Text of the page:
Cody Mural Chapel
The Cody Mural Chapel, located in Cody, Wyoming, features a large domed ceiling with a mural depicting the early history of The Church of Jesus Christ of Latter-day Saints. The mural illustrates the beginnings of the Restoration of the gospel of Jesus Christ and the dedication of early Latter-day Saint pioneers. The chapel and visitors’ center are open to the public during the summer months, with historical artifacts on display and interactive kiosks explaining the story of the pioneers. Visitors can take free guided tours. The Cody Mural Chapel is ADA accessible, and public restrooms are available. For more information about visiting the Cody Mural Chapel, click or tap here.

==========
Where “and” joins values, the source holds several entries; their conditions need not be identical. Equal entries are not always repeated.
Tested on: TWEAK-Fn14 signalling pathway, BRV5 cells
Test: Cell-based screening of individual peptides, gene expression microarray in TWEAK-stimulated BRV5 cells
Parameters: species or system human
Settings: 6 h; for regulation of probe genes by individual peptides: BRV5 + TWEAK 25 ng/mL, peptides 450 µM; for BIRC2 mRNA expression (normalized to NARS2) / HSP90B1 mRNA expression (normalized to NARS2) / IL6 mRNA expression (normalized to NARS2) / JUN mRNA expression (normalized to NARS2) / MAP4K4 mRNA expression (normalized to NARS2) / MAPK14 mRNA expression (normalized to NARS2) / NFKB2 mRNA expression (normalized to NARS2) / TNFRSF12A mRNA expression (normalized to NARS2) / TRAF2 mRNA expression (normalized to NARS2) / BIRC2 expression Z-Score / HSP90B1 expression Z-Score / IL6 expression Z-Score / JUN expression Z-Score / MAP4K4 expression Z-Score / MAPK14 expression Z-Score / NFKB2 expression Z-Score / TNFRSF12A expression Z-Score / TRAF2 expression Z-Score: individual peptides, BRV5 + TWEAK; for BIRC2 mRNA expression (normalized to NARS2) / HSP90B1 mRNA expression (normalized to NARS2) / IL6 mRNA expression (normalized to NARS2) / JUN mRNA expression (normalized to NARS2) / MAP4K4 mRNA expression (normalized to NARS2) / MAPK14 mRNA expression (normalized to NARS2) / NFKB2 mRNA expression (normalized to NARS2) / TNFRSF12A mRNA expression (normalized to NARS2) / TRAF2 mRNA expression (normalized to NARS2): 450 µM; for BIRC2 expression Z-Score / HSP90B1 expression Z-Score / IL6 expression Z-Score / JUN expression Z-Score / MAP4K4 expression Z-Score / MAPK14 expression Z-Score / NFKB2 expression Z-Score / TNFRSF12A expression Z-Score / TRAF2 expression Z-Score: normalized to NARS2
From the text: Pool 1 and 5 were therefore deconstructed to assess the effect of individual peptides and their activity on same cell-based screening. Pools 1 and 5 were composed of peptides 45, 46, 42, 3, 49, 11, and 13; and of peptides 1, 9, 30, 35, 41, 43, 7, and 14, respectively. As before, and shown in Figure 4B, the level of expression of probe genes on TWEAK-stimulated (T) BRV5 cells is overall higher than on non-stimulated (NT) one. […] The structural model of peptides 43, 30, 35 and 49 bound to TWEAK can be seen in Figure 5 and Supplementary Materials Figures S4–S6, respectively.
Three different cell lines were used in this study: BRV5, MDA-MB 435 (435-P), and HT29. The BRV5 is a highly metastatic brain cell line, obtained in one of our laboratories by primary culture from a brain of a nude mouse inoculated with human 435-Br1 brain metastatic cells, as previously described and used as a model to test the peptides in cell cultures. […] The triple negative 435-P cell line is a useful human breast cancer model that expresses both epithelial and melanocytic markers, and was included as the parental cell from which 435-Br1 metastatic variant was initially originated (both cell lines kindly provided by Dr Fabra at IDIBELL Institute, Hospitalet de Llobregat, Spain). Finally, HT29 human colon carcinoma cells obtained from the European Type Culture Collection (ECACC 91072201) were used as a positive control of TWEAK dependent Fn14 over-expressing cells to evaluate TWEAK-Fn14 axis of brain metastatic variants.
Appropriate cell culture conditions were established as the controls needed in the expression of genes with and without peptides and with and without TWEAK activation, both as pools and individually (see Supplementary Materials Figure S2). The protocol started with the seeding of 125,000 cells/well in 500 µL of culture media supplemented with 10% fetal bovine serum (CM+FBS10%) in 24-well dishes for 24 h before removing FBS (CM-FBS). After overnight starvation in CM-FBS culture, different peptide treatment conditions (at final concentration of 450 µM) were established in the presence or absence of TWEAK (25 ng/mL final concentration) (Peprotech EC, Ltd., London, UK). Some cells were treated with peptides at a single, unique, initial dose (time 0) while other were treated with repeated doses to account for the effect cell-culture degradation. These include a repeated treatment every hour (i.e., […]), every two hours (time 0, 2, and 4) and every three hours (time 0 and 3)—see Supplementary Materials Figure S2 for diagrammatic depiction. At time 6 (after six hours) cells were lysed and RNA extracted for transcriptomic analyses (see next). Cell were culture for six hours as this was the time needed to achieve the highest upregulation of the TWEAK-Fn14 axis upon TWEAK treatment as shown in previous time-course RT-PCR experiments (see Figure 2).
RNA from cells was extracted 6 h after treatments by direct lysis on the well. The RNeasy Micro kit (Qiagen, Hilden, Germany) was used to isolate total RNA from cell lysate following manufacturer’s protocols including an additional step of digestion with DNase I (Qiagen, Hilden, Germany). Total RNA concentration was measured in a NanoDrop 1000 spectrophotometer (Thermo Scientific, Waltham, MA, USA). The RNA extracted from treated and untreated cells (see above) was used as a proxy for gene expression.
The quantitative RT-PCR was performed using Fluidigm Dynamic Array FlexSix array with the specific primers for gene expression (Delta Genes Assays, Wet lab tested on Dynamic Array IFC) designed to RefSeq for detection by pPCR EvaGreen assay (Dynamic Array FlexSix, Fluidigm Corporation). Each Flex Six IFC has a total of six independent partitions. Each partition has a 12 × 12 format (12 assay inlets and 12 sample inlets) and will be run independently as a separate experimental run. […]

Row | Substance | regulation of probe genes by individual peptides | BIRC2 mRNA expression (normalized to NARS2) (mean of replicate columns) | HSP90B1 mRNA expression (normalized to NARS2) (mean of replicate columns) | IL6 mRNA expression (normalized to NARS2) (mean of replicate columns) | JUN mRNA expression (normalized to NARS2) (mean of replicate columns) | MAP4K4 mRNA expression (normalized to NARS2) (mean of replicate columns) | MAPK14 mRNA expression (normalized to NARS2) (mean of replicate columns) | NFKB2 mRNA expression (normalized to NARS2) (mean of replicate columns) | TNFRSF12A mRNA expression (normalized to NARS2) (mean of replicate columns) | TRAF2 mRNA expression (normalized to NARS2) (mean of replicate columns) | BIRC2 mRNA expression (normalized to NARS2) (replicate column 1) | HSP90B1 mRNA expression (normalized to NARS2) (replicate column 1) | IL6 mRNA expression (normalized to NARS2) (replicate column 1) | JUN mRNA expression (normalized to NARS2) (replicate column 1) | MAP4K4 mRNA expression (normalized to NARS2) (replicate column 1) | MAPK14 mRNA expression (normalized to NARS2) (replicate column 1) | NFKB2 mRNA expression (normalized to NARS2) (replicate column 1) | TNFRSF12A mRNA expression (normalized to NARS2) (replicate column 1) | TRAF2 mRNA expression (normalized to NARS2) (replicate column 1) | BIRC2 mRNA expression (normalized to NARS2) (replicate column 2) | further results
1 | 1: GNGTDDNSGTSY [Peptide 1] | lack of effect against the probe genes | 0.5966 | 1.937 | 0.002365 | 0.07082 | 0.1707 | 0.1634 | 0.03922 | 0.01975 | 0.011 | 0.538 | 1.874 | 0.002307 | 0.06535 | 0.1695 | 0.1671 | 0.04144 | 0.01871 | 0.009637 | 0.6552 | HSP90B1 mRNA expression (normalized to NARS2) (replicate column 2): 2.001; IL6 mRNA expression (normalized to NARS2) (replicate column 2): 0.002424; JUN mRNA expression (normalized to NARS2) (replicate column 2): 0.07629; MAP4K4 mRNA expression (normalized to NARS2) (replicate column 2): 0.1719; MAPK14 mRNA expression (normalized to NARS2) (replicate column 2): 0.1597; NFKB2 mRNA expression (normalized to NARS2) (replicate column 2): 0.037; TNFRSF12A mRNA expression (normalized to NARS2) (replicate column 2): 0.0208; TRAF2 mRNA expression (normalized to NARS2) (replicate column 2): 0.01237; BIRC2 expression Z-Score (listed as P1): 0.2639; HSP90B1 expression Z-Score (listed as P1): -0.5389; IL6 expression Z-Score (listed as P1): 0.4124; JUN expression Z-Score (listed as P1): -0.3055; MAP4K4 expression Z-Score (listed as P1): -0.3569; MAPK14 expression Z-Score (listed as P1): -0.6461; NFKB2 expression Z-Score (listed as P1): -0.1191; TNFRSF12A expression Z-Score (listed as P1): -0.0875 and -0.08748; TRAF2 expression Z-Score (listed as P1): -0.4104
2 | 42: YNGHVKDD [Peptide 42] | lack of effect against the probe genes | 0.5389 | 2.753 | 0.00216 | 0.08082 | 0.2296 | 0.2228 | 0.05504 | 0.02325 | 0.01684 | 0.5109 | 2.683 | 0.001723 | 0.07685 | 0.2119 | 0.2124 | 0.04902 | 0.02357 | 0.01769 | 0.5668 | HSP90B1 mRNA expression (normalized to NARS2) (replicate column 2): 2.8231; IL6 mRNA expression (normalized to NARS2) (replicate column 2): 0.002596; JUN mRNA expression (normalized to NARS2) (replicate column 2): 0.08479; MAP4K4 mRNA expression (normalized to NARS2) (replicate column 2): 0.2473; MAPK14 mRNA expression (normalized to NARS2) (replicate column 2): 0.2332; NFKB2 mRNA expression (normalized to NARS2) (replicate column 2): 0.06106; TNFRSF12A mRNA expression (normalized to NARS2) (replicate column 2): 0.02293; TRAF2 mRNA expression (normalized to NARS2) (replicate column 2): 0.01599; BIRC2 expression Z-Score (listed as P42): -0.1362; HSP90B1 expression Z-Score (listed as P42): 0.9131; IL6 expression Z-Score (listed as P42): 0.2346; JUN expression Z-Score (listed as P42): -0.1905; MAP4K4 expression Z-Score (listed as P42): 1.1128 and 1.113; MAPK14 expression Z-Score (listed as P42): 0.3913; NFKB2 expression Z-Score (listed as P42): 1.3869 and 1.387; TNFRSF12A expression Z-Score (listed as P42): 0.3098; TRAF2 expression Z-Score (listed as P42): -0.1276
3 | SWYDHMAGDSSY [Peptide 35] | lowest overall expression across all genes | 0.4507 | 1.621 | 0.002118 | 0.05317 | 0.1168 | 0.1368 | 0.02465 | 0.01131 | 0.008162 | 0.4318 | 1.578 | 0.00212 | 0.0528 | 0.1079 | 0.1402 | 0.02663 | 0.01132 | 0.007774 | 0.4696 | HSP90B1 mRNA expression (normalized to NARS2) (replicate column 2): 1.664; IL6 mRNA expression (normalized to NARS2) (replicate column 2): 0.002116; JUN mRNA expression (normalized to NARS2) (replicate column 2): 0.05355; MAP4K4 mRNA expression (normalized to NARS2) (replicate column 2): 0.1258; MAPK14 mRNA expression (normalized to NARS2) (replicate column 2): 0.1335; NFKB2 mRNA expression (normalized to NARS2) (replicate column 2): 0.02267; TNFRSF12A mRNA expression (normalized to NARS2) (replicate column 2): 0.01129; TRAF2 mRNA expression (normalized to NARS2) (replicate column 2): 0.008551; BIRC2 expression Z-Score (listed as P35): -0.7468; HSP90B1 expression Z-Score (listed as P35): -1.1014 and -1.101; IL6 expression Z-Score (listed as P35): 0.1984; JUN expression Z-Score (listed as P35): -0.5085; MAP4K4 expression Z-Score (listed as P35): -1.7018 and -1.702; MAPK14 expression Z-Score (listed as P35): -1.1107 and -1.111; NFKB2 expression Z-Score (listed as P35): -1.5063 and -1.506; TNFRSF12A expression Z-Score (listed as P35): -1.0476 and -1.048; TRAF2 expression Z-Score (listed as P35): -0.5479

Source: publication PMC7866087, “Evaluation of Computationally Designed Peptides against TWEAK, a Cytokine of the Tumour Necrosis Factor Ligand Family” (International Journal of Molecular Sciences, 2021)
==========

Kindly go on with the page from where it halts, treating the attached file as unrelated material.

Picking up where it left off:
Latter-day Saints in the Cody area worked with Church leaders to build this chapel in the 1940s. The Saints in Cody commissioned Edward T. Grigware, a renowned mural painter from Chicago, to paint the mural. Grigware, who was not a Latter-day Saint himself, spent a year researching and understanding the history of the Church, which gave him a respect and love for the early members of the Church. The mural depicts several important scenes in the Restoration, including Joseph Smith receiving the golden plates from which he translated the Book of Mormon, the martyrdom of Joseph and Hyrum Smith, and the pioneers trekking to the Salt Lake Valley and building a temple where they could worship God. Portraits of the first eight Presidents of the Church are interspersed among depictions of these stories.
Elder Henry D. Moyle first dedicated the chapel in 1949. Since then, the building has been renovated several times and the original mural preserved. In 1972 Elder Hugh B. Brown rededicated the chapel. For information on other historic locations in Wyoming related to the history of the Church, click or tap here.
View images of the Cody Mural Chapel.